Using drones of the Predator/Reaper/Global Hawk class, the area could be swept often enough to create a good surface picture, and an accurate track of all vessels. Flying at 50 to 65 thousand feet, each of these drones can cover some 40,000 square miles per day, and can use their SLR radar to image the vessels night and day. If we can integrate this coverage with that of satellites, recce aircraft, ships, and other sources, a more complete surface picture would result. Vessels suspected of being pirates could then be tracked and warnings issued to merchantmen in the path of the pirate. The pirate vessel could also be warned to steer off and cease their threatening approach to a merchant vessel, or else!
The Reaper is a relatively new version of the original Predator with a number of significant upgrades, notably the capability to carry 4 to 8 weapons of the GBU-39 type. The GBU-39 has a range of about 60 nm, and has a highly accurate guidance system based on GPS, and a terminal guidance system that can follow moving objects such as tanks---or trawlers and speedboats. Reaper can cruise at 50,000 feet for over 24 hours, contributing to the picture, until a suspected vessel needs closer attention as determined by the evolving surface picture. Then the Reaper closes on the suspect at over 200kts, and once in range, launches one or more of its guided bombs at the pirate vessels. End of the pirates.
My thought is that a squadron of Reapers would do a good job. I believe that would be 12 drones and three guidance units. That means there are six channels available for control of six drones at a time. The idea is to have four drones performing surveillance at all times, and two more in the air ready to perform the hunter/killer role, while helping form the surface picture in the meanwhile. This number of drones cannot form a complete surface picture of the approximately 600,000 sq mile area of interest on a daily basis, but, when combined with all other sources a workable and reasonably up to date picture could be created. Managing the drone coverage is a significant task that is best performed by one of our shipboard command centers.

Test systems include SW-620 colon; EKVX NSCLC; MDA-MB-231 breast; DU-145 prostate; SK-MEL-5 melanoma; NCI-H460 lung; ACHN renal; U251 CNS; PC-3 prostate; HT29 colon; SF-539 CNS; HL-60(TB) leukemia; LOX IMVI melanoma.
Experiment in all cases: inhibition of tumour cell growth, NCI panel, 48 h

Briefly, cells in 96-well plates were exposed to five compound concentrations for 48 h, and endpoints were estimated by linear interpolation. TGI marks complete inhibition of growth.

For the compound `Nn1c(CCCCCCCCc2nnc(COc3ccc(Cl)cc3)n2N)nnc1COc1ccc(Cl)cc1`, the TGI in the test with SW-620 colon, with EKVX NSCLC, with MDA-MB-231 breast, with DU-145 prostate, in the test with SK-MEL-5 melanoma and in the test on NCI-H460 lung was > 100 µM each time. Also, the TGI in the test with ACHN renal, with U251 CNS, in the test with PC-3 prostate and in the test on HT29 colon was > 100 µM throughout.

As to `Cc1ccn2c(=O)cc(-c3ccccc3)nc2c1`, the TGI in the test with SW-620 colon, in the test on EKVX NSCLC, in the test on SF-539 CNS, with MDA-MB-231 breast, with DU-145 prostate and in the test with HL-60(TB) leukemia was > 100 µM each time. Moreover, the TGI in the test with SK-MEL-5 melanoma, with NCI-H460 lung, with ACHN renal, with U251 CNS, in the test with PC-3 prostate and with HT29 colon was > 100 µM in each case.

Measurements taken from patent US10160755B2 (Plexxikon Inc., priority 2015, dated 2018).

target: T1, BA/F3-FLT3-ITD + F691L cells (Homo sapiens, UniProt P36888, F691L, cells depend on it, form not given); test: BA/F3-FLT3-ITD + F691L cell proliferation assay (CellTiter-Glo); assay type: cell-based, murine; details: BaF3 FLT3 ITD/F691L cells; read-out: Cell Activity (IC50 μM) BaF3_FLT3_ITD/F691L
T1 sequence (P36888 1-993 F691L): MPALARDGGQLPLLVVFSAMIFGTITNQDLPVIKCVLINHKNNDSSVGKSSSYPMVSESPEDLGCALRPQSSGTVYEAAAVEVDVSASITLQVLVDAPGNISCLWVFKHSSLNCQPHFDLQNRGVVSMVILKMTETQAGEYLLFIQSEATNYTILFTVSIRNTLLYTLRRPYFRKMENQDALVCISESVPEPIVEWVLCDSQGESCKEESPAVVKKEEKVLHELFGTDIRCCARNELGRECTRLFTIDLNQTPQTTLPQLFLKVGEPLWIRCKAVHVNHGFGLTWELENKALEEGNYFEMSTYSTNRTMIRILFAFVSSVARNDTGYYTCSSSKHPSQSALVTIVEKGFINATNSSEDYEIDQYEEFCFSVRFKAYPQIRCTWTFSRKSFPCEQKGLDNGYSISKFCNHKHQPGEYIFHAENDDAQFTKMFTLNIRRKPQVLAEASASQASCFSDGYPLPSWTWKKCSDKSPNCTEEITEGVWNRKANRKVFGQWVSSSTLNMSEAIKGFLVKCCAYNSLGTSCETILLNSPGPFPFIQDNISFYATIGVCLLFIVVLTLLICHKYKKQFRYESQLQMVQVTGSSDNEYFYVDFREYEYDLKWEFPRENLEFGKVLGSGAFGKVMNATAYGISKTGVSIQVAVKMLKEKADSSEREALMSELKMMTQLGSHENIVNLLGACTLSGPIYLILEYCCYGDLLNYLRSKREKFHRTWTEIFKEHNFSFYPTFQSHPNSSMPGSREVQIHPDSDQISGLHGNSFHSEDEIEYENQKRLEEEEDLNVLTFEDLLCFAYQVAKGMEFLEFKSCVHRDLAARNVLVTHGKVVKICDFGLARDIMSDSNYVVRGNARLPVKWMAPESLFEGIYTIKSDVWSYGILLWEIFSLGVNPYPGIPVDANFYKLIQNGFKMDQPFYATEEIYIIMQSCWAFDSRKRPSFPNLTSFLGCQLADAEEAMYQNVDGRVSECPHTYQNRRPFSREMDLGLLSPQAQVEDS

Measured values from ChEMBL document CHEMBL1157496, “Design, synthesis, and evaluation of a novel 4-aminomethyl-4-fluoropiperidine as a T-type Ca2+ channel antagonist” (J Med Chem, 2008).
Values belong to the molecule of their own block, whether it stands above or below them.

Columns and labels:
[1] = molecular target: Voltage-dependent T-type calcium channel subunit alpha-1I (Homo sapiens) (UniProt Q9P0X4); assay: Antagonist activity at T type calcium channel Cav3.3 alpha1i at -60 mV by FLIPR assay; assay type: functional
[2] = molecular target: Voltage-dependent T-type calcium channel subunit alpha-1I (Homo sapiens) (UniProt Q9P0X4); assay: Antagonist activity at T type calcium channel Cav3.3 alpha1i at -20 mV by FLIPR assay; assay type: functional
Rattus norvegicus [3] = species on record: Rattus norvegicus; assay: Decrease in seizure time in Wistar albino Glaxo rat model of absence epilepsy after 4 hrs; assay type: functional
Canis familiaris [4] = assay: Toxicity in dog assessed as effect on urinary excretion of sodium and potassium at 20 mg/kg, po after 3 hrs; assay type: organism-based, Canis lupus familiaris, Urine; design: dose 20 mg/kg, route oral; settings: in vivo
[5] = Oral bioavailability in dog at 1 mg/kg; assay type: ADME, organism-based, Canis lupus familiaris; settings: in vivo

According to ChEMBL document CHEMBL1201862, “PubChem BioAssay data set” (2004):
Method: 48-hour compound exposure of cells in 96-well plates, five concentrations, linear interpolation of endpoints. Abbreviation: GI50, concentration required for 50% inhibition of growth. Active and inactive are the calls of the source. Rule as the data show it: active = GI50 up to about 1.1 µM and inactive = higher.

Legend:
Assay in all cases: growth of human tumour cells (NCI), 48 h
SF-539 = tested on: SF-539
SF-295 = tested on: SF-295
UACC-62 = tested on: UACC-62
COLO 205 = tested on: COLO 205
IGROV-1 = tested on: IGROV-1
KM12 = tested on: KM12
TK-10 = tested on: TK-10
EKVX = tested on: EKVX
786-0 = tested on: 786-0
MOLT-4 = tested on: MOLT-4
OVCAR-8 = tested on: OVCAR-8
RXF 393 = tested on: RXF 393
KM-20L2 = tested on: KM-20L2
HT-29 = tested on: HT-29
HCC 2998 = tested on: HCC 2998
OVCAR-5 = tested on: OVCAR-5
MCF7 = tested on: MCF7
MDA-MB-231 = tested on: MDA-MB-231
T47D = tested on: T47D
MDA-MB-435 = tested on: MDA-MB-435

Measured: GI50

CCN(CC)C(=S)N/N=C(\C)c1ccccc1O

I have seen reports that the Predator/Reaper has the capability of being put into a racetrack orbit and left there on autopilot until a controller takes over again. This would allow all of the six controllers to conduct tracking and engagement on demand, while the remaining orbiting drones keep up the surveillance patterns automatically for a period of time such as four or five hours.
Since the takeoff and landing of drones is conducted by a separate control system located at the home base, the drones can be fed into the surveillance orbits by the home controllers, and left there until called out for an attack by the forward controllers. Under this scheme, the 12 drones of the squadron could be utilized simultaneously, or nearly so, thus doubling the surveillance coverage to about 480,000 square miles per day.
However, a number of factors will reduce this coverage, such as the necessity for the drones to return to base for fuel, maintenance, and rearming. Still, this coverage is a substantial portion of the pirate’s operating area. Clever use of this coverage, plus the coverage gleaned from satellites and other sources could materially increase the probability that any pirate vessel would be detected, tracked, engaged, and destroyed before it could mount a successful boarding.
As a final point, the Reaper is far cheaper to produce and operate than warships would be, it would have a huge coverage area compared to a ship, and it would have a far faster response time and closure rate. The weapons available for Reaper are the most accurate guided bombs built that also have motion tracking capability, and a significant range.